As a means of acquiring that knowledge and experience, classes are held through County Extension and the US Department of Agriculture by which people can become certified as Master Gardeners. Many of those who have been certified have organized themselves into the Coconino Master Gardener Association whose aim is to communicate the joys of successful gardening in the county. They meet on the second Thursday of each month with programs about successful gardening, participate in Flagstaff’s Community Markets and the Home Show, and provide a speaker’s bureau that is available for interested organizations. This year they were able to provide two small grants for community garden projects (Sunshine Rescue Mission and the YMCA).

Gardening in Flagstaff and Coconino County is an exciting and enriching experience if the gardening is accommodated to our climate, soil, weather, and vegetation. Master Gardening is a ready way to learn those accommodations. It is not hard if gardeners know what they are doing. Master Gardeners want to share that knowledge so that gardeners can be both successful and happy.

For more information contact the Coconino County Extension ( or the Coconino Master Gardener Association (

Sunday, October 2, 2011

Gardening Excetera Column 10/1/11

Dana Prom Smith

When my friend, Loni Shapiro, asked me to speak at a memorial service for Zane, a therapy dog, I looked at my own personal therapy dog, Roxanne, to see what she thought about the invitation. A three-legged yellow lab, now white with age, speaks from her soul through her eyes, making it clear that I should speak for Zane. The word “therapy” comes from the Greek word “therapeia” which means “healing.” Zane was a healing dog. The service was held in the Olivia White Hospice Gardens where Zane had served many of the residents.

Now, many people think that dogs don’t have souls. They’re generally people who don’t love dogs and don’t have dogs for companions. Some dogs, just like human beings, don’t have souls, but some do. Their souls can be seen in their eyes which I’ve heard are the windows to the soul.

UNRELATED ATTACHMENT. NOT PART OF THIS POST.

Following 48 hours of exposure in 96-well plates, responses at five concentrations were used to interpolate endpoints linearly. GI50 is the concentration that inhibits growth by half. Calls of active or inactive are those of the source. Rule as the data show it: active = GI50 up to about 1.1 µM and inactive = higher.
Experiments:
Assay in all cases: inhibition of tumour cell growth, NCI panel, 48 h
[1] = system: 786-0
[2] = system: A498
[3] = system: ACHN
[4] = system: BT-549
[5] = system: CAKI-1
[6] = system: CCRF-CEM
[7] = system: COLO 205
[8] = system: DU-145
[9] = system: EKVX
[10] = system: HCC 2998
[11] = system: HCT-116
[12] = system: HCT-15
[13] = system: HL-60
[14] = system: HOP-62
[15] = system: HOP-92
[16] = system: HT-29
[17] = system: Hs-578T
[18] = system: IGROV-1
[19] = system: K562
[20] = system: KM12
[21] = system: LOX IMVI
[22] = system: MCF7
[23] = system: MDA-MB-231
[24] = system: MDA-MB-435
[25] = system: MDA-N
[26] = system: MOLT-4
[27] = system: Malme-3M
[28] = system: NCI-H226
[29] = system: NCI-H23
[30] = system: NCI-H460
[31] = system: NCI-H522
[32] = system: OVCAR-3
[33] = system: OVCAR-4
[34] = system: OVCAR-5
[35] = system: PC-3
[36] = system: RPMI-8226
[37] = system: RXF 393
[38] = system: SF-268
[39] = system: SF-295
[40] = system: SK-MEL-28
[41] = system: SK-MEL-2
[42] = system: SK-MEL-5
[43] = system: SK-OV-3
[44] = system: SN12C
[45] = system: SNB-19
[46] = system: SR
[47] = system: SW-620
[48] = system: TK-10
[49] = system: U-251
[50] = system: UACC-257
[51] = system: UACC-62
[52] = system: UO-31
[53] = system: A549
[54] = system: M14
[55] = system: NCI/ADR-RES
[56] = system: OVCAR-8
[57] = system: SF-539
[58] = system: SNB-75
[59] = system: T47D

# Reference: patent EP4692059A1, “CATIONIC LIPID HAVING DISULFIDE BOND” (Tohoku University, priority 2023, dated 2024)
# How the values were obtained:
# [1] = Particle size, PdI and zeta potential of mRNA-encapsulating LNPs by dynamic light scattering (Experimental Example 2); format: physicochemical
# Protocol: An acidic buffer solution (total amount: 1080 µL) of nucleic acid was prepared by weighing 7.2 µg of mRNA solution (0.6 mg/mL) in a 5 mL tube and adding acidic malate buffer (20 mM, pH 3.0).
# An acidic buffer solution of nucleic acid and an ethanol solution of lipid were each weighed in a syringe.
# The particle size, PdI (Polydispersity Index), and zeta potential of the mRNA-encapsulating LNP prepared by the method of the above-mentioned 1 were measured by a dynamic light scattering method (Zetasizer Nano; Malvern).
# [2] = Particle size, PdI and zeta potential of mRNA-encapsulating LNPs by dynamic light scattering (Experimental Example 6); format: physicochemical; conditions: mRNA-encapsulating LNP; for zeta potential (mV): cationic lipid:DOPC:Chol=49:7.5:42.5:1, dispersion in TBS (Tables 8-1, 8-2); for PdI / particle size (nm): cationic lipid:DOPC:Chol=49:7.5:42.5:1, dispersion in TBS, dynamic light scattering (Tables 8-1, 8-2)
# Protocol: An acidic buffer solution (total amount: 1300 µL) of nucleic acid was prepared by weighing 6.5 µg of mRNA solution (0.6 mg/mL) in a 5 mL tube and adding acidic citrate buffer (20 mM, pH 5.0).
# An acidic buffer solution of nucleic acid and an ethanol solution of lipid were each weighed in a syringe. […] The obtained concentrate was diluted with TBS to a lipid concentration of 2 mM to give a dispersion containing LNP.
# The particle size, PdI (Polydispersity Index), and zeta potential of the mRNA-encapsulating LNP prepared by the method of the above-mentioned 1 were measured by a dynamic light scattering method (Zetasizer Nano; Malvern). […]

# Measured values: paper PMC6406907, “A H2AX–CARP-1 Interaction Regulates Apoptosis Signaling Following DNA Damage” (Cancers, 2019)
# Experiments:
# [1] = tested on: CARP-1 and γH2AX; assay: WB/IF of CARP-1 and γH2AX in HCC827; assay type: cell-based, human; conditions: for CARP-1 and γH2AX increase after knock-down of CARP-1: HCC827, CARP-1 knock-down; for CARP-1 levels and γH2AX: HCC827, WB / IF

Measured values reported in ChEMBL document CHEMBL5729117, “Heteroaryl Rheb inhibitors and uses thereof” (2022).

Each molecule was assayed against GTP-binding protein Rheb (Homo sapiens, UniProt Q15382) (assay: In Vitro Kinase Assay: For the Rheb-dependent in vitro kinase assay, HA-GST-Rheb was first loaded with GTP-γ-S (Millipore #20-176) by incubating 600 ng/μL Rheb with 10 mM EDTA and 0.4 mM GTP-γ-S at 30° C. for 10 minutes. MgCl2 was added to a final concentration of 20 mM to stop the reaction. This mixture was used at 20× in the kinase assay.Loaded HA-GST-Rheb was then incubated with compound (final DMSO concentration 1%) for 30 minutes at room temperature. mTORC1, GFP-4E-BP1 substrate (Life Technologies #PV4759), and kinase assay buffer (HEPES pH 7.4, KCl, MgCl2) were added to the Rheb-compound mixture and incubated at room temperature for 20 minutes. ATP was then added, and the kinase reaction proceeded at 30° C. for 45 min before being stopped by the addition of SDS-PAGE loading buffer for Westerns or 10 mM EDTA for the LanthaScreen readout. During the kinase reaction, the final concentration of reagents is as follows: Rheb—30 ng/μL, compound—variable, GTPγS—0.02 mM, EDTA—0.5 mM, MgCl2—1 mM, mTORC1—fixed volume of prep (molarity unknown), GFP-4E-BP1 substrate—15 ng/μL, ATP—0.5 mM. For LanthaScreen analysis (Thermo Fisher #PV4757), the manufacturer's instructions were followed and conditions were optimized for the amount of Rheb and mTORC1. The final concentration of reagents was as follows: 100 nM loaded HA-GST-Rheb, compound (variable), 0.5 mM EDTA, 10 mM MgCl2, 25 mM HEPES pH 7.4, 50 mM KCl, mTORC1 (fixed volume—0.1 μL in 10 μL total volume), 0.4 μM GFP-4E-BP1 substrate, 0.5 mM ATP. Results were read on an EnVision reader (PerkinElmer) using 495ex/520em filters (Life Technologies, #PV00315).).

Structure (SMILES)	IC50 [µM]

Some people have apparently traded their souls in for money and power, striking a Faustian bargain with the devil. Their eyes have no depth and are windows to nothing. They’re flat, resembling the eyes of snakes, cold, calculating, and predatory. Nowadays, our word for these flat-eyed people is sociopath. It’s always important to examine the eyes of the rich, famous, and powerful to find out whether or nor they are flat. They’re a lot of flat eyes. Their voices don’t match their eyes.

At any rate, getting back to Zane’s soul, the reason why some dogs heal is that they have souls and, thus, intraception, the late Harvard Professor H. A. Murray’s term for the ability to understand the emotional and cognitive experience of another person. Rollo May said: “It means entering the private perceptual world of the other and becoming thoroughly at home in it.” Without intraception people communicate with shadows, artifices, and appearances, but not someone else.

A therapy or healing dog isn’t burdened with all the internal toxins afflicting many human beings. Flat-eyes see only objects to be exploited. Dogs understand the other person because they don’t have to fool around with all the internal conflicts that clog most people’s perception of others. In other words, they’re simple, and simplicity is always the beginning of understanding because clarity requires simplicity. The mind has to be clear to understand someone else.

Now, gardens are a great place to begin leeching these psychic toxins. The act of paying attention to our physical sensations draws us away from our inner, psychic turmoil. It’s difficult to stew in our indignations while smelling a rose or eating a fresh tomato. We equate gardens with peace for good reason. They bring peace to the soul.

A healing dog in a garden, as at the Olivia White Gardens, can’t be beat because dog’s with souls have intraception. Dogs not only draw our attention away from our fascination with our own malaise as do roses and fresh berries, they also draw out the malaise because of their simple insight into our situation. A dog understands. As we run our hands along a dog’s back or hold its head in our hands, we can feel the tensions release. Dogs with souls are always happy to see us.

Zane died last Christmas Eve of lymphoma after working at the Olivia White Home for more than 6 years. The Pet Idol of Flagstaff for 2006, he was more than just a pretty face. Loni Shapiro remembers him “as kind, gentle, and comforting to all he met. He was playful or serious as the situation indicated.”

Zane was adopted by Dave and Terri Hill of Munds Park and Cottonwood from Rescue a Golden. Zane now has a replacement golden in Murphy. For more information, Dave and Terri can be reached at Terri said of Zane, “Dave and I learned a lot from Zane.” “Compassion and feeling is what we absorbed from his presence.”

Copyright © Dana Prom Smith 2011
Dana Prom Smith edits GARDENING ETCETERA, blogs at, and emails at